France in the year of the Lord 1516: Born a nobleman but long since reduced to the dishonourable profession of executioner, Geoffrey de Bressac is the most skilled headman in all of France. But when he is called to the town of Charentes to put a traitor and assassin to death, a shock awaits him. For the traitor and assassin Geoffrey is supposed to execute is a woman, beautiful and young Angeline de Golon.
Geoffrey has long since hardened his heart against the plight of the men and women he is forced to put to death. But Angeline manages to stir feelings in him that he thought dead. What is more, she insists that she is innocent of the crime of which she has been accused.
Geoffrey does not want to behead an innocent woman? But how can he save Angeline, when she is to die at sunrise?
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Some background information:
- Kiss of the Executioner’s Blade is 4000 words long and was first published in Man’s Story 2 No. 7.
- The story is still available online at the Man’s Story 2 site, where you can also see the original illustration. (Attention: adult link).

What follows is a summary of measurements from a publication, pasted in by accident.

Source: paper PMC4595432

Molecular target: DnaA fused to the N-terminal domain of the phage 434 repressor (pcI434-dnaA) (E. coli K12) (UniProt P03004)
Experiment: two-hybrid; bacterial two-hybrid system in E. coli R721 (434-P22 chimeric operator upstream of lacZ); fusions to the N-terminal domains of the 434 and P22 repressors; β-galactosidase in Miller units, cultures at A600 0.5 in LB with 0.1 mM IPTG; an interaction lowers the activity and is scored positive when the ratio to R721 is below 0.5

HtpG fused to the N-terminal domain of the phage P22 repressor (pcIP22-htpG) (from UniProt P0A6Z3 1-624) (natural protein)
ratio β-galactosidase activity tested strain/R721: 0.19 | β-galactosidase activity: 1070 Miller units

- Kiss of the Executioner’s Blade won the Man’s Story 2 “Story of the year” award, which is the only writing award I have ever won.
- Coincidentally, this story also jumpstarted my brief erotica writing career, which is odd, because Kiss of the Executioner’s Blade has no explicit sex, just plenty of sexual tension.
- In many ways, this story was my homage to the Angelique novels by Anne Golon, which I adored as a teenager. Indeed, my hero and heroine are named in honour of Anne Golon’s novels.
- The town and the Comte of Charentes are entirely fictional. Based on the sites of the other executions carried out by Geoffrey, it is most likely located in Northern France.
- The practice of executioners being allowed to pardon a female condemned by offering to marry her, however, is real, though it was rarely invoked, mostly because the women refused.
- The cover image is the painting The Martyrdom of St. Catherine by the Italian Baroque painter Giovanni Francesco Barbieri a.k.a. Guercino, painted in 1653 and currently held in The Hague. I picked this painting, because it is not overused (unlike e.g. Paul Delaroche’s Execution of Lady Jane Grey) and because the models match modern aesthetics fairly closely. What is more, there even is a bare chest and what would a historical romance cover be without a bare chested hero?
- The first version of the cover with somewhat different typography may be found here.